The Visegrad Four in the context of European integration? No sense ~ Right Bank – Petr Fiala Institute

One of the consequences of the recent Hungarian parliamentary elections, which were again convincingly won by FIDESZ and in person Viktor Orbán, is the renewed reflection on the future of the so-called Visegrad Four (V4).

Due to the persistent profile of FIDESZ and Hungary’s role in the Russian aggression against Ukraine, rumors are circulating that the V4 should be abolished or that the Czech Republic should withdraw from it. There is no reason for that. Richly, it would be enough for the V4 to revert to its original meaning and cease to function as an artificially nurtured and factually empty coalition within the EU.

The discussion cannot be conducted without clarifying why the Visegrad Four – originally the Visegrad Troika, as Czechoslovakia still existed at the time of its establishment – was created in the early 1990s. Its main meanings were to stabilize the Central European region, to share experiences on the way to Western European organizations such as NATO and the EU, and to classical intergovernmental cooperation in policies such as culture and education. Although the Visegrad cooperation was considered to have ceased to exist after the achievement of the second goal – NATO and EU membership, this did not happen.

The myth of Visegrad common interests

The other two patterns have survived, which is nothing special. Sub-regional cooperation is flourishing in the EU and works both in Northern Europe (Nordic Council) and in the West (Benelux). However, the fact is that in recent years the V4 – atypical for traditional sub-regional cooperation – has mainly profiled itself within the framework of European integration. This was mainly helped by the migration crisis, which started in Europe in 2015, but also by the staffing of central European governments. Coordination meetings before European Council summits, where the Prime Ministers of the participating States have demonstrated their unity, have thus become the rule in recent years.

Needless to say, they were just masking the fact that the V4 as a compact and efficient group was a big myth.

First, Visegrad cooperation has never worked in EU sectoral policies. There are a number of studies and analyzes that have shown that, for example, in energy or agriculture, the different countries in the group have completely different interests and cannot find a common denominator. In the case of V4, there have never been “like-minded” compact clusters that cut across common policies and cover a significant amount of EU legislation.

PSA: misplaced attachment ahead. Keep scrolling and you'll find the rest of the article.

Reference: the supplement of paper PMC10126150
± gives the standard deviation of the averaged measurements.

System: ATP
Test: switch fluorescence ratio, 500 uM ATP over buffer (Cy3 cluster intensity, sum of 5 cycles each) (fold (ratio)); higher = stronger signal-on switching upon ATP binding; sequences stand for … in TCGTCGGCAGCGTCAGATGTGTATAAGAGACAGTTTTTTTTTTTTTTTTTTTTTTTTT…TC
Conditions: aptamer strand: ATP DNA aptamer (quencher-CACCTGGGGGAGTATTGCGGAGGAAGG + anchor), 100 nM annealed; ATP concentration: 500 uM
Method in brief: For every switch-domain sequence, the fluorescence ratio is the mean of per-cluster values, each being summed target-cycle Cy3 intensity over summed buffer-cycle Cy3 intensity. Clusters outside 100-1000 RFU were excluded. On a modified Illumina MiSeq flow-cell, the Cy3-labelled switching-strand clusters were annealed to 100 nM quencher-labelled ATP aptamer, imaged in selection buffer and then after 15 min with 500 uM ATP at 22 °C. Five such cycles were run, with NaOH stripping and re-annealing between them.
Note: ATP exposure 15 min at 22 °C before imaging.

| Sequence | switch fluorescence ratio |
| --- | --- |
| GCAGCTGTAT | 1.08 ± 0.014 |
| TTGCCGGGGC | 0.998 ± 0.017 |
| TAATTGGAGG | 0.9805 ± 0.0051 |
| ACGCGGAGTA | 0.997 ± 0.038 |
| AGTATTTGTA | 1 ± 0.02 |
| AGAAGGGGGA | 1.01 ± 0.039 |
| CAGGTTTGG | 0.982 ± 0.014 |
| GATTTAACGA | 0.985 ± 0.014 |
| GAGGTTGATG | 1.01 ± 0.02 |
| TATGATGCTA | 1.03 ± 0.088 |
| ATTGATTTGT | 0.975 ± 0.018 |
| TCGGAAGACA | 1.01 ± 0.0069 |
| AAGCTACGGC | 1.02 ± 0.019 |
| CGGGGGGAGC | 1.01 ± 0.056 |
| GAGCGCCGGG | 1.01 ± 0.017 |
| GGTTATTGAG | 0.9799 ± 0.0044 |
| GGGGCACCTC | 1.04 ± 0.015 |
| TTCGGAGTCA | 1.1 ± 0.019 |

Second, the V4 presented itself as a braking force. If states have ever been able to agree on something – especially at the level of Prime Ministers – it has always been a negative definition of something that has dominated or prevailed in the EU in this context. V4 rarely managed to come up with a positive program. There are also several analyzes of this claim, one of which implicates the author of these lines. At the same time, the presentation and defense of alternatives is an important leitmotif for the functioning of European politics. In the EU’s multilateral negotiating environment, it is perfectly acceptable to disagree. But the disagreement should be accompanied by a proposal for an alternative solution and its defense. V4 never understood this axiom.

There is no need to disrupt Visegrad, as it can continue to operate on non-European issues. It is enough to admit that there is no reason to coordinate anything with Hungary in the context of the EU.

So what was the main imaginary added value of V4? in political symbolism. V4 and its perception was a signaling tool, indicating the presence of a more or less fluid and rather less comprehensible opposition. In this sense, the individual band members used it very asymmetrically. Czechia and Slovakia hardly at all, Poland more and Hungary clearly the most intensive. Due to its conflicted relationship with the European institutions (but not only with them – Viktor Orbán was also able to upset a number of member states), the V4 group served as a fig leaf that put Hungary’s growing isolation into perspective.

In other words, with the exception of symbolism, of which the Czech Republic had nothing either, cooperation at the pace of the V4 in European integration does not and never has made sense. Czechia needs to build coalitions in individual policies differently. Adhering to Hungary does not bring anything in terms of reputation – compared to Russia, not only Czechia, but also Slovakia and Poland have a completely different position of value from Hungary. However, there is no need to disrupt Visegrad, as it can continue to operate on non-EU issues. It is enough to admit that there is no reason to coordinate anything with Hungary in the context of the EU.


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